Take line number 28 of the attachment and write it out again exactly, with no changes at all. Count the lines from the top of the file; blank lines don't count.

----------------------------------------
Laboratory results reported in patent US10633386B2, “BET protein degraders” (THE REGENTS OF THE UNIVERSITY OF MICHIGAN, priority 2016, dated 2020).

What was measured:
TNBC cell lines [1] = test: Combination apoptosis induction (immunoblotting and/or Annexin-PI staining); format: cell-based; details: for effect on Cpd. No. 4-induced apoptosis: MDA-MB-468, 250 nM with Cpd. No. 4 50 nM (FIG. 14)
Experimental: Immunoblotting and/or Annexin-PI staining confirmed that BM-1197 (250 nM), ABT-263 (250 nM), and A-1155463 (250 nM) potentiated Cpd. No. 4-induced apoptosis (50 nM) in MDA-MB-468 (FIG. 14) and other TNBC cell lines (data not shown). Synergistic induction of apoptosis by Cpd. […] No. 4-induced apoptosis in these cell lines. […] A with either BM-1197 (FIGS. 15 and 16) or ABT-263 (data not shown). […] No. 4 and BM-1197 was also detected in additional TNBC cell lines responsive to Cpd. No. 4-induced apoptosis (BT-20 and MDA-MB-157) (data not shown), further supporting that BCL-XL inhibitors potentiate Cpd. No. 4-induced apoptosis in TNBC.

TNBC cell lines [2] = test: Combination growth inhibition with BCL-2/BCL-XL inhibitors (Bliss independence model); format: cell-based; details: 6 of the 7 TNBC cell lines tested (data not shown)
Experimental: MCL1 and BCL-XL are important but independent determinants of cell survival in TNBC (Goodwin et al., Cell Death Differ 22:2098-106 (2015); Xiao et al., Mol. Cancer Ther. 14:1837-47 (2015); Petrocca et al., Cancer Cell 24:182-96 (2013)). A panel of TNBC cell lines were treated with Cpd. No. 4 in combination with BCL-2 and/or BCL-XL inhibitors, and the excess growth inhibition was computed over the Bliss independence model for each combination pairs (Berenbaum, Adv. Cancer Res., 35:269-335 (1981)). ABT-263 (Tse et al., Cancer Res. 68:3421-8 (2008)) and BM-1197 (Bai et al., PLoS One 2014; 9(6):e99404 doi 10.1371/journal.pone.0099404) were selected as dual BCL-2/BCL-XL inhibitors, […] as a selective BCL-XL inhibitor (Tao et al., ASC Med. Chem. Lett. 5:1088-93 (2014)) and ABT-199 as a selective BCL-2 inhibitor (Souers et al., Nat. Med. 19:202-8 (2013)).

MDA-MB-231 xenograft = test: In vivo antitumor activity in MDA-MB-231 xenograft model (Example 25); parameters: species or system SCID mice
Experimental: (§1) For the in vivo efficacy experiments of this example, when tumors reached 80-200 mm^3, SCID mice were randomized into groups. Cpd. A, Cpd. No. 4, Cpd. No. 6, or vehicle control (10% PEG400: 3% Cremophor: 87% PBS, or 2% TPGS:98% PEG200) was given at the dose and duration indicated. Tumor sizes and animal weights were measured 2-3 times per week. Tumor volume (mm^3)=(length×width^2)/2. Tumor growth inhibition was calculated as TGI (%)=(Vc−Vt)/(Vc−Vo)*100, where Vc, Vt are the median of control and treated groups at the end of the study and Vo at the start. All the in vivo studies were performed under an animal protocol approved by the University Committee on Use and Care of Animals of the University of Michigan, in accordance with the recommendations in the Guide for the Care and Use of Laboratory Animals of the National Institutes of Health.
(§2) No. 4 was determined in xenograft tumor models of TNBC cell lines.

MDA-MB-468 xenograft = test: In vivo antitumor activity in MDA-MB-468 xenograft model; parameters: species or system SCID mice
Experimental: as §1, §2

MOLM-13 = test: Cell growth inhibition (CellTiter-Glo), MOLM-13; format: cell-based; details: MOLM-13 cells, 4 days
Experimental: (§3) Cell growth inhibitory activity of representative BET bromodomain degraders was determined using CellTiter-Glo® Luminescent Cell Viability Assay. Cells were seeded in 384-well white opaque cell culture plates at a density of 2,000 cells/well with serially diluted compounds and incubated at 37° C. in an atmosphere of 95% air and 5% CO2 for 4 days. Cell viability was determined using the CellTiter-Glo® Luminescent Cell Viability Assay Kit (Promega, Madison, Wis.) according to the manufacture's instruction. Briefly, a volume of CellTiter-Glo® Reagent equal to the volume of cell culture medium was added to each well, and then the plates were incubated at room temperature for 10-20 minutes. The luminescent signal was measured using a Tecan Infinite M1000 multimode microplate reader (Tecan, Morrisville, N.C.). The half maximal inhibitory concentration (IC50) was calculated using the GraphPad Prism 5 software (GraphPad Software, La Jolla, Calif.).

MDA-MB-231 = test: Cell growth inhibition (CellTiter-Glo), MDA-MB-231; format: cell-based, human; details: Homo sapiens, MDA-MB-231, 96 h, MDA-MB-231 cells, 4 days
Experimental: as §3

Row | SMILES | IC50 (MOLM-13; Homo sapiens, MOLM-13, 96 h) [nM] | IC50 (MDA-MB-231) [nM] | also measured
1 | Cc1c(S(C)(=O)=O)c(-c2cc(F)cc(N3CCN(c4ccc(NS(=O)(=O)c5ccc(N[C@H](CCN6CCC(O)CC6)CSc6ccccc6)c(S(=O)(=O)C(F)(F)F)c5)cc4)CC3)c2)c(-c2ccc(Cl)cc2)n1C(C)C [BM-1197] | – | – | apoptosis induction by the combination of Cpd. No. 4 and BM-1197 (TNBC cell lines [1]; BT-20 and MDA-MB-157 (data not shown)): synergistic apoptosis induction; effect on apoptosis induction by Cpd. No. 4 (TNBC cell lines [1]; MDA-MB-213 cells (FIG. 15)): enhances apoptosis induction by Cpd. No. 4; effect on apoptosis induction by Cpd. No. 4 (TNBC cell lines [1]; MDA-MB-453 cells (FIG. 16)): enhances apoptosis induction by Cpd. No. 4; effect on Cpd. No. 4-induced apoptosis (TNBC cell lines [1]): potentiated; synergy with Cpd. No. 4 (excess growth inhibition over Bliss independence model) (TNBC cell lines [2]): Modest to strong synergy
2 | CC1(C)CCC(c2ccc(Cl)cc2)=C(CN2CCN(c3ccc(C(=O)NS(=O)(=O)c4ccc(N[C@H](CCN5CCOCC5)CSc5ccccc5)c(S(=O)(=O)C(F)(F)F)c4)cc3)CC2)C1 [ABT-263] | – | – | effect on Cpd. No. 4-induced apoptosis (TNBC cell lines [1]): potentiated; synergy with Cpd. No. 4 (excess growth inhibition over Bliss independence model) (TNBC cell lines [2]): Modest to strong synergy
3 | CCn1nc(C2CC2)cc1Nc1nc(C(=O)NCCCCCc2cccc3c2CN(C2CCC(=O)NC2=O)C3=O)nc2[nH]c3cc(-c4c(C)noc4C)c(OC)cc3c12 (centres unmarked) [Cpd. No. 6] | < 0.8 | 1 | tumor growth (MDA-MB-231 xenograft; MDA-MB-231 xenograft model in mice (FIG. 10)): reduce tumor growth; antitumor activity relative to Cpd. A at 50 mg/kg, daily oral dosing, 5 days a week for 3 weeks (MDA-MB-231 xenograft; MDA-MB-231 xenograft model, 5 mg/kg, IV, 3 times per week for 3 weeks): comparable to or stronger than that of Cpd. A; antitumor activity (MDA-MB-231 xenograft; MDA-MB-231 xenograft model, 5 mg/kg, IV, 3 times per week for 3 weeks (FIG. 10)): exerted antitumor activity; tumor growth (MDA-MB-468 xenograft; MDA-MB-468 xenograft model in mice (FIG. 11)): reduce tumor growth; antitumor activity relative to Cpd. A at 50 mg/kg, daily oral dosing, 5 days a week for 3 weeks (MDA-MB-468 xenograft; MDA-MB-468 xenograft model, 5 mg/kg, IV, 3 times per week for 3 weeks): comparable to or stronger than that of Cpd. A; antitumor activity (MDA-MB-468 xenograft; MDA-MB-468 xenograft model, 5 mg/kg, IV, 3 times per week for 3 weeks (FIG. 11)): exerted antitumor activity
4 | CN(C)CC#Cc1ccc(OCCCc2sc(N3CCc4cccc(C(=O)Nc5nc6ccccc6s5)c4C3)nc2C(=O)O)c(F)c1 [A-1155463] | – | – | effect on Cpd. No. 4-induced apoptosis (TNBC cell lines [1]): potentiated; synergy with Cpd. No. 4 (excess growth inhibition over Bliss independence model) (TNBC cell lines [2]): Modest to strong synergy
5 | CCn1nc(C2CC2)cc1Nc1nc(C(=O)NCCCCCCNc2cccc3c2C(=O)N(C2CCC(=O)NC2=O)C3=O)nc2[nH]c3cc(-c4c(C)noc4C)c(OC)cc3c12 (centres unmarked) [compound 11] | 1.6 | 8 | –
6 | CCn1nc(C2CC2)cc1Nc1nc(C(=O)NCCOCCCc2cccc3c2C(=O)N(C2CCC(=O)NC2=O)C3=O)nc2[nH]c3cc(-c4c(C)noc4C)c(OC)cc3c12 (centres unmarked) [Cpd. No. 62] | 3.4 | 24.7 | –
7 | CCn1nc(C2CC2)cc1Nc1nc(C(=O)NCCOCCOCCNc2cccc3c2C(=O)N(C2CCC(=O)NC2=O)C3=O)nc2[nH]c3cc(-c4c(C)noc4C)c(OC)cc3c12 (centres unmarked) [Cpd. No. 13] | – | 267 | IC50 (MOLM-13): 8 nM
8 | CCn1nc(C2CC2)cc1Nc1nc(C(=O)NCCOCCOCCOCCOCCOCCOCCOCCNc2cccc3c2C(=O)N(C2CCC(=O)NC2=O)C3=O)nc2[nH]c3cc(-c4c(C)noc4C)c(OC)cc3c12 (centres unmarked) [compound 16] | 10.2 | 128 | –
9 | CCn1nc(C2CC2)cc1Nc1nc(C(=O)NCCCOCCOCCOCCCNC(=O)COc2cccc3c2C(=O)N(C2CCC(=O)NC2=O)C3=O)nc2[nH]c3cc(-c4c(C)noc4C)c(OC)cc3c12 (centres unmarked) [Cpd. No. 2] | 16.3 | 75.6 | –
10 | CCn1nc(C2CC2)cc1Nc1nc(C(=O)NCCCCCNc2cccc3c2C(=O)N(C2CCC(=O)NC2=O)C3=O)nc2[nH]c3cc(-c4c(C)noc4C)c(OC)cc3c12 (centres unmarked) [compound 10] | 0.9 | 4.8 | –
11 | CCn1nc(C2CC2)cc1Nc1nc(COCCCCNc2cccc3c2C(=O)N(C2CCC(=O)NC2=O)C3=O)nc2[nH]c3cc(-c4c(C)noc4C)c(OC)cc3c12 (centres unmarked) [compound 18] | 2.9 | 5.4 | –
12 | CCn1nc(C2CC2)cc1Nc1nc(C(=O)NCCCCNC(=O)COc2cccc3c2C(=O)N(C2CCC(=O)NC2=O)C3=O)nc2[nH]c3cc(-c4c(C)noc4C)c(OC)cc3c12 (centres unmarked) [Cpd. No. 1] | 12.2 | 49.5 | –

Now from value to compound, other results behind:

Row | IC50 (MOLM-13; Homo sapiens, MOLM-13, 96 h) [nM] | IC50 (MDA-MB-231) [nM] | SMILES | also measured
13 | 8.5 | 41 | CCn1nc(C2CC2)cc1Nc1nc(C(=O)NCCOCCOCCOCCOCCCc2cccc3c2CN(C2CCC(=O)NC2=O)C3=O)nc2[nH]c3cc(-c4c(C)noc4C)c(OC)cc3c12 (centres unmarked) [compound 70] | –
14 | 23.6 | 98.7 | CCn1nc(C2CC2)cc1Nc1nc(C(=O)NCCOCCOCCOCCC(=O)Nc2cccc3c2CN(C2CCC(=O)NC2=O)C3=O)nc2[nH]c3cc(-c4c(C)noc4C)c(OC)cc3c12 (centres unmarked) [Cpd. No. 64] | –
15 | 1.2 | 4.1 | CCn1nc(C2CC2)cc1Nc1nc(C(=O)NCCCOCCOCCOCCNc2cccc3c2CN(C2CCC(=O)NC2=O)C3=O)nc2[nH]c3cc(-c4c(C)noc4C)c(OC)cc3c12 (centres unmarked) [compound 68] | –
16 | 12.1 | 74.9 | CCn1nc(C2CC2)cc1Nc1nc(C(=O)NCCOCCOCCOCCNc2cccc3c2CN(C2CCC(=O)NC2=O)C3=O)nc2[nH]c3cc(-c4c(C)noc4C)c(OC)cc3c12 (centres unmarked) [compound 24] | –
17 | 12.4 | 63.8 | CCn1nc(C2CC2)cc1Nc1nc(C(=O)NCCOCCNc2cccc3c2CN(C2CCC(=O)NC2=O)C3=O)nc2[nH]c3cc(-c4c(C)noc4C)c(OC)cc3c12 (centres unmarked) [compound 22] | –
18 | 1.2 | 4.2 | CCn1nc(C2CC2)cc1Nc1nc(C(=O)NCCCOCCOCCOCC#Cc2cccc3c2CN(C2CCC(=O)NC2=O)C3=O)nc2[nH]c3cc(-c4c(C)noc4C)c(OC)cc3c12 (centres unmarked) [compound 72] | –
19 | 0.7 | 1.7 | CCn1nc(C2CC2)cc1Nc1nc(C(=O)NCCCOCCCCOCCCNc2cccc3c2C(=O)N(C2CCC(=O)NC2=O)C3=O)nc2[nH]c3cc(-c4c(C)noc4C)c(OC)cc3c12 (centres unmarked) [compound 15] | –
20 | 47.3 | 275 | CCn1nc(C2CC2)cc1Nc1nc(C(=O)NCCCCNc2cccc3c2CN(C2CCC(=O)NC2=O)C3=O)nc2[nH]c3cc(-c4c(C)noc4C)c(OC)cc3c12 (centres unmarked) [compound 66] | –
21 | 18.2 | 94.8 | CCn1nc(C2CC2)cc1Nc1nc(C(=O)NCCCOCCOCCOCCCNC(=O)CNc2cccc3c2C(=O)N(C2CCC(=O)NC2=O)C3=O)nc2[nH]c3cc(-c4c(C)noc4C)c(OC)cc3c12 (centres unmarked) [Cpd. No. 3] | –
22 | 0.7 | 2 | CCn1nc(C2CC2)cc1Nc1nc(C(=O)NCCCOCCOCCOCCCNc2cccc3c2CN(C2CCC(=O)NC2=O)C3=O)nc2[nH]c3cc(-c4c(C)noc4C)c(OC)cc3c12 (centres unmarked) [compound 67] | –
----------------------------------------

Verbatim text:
12 | CCn1nc(C2CC2)cc1Nc1nc(C(=O)NCCCCNC(=O)COc2cccc3c2C(=O)N(C2CCC(=O)NC2=O)C3=O)nc2[nH]c3cc(-c4c(C)noc4C)c(OC)cc3c12 (centres unmarked) [Cpd. No. 1] | 12.2 | 49.5 | –